Judge Lamberth's decision places American researchers in a difficult position. Promising avenues of research will need to be halted. NIH grant decisions on major diseases were halted this month, even for studies including a small number of experiments on embryonic stem cells, and millions of dollars that have been committed to stem cell researchers is at risk.
The economic impact of this injunction on the United States could surely be huge. Scientists run increased risks of running afoul of the law and will be increasingly isolated from their colleagues overseas. While many will seek private and foundational funding for their research, this also comes with a price. Before the Obama order, many elite researchers were spending up to 20 percent of their time on fundraising. We risk that the U.S. will fall increasingly behind.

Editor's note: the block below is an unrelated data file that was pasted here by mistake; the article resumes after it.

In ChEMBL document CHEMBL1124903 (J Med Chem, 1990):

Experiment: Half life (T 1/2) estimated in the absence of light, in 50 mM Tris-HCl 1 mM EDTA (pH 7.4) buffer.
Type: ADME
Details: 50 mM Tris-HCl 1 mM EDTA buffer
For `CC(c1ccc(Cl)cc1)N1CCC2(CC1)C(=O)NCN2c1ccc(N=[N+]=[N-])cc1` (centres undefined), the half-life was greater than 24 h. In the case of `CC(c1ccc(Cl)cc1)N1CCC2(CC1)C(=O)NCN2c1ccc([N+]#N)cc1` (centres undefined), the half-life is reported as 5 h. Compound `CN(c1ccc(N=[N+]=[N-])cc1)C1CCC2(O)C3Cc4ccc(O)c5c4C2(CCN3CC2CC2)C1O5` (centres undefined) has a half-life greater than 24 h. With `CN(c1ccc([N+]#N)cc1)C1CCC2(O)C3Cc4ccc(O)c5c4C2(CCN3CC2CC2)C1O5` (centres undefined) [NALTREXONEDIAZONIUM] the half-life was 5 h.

This decision is driven both by ideology as well as continuing confusion over the science of stem cells. Eighty percent of Americans are in favor of stem cell research, and Congress has twice passed a bill in favor of stem cell research. More education is necessary so that everyone understands these cells. At Children's Hospital, we have created a website that provides basic information about stem cells, their biology and potential for therapies.
Despite the plaintiff's allegations and the judge's apparent concurrence, it makes no sense from either a research or therapeutic standpoint to pit adult stem cell against embryonic stem cell research. Think about the chaos that would be created if a heart researcher could file an injunction saying they were harmed and poorly funded because they are in competition with diabetes research. Giving artificial and unmerited research preference to one type of organs or cells over another would completely undermine the federal peer review process and funding strategy, and more important, would absolutely constrain ongoing searches for treatments and therapies.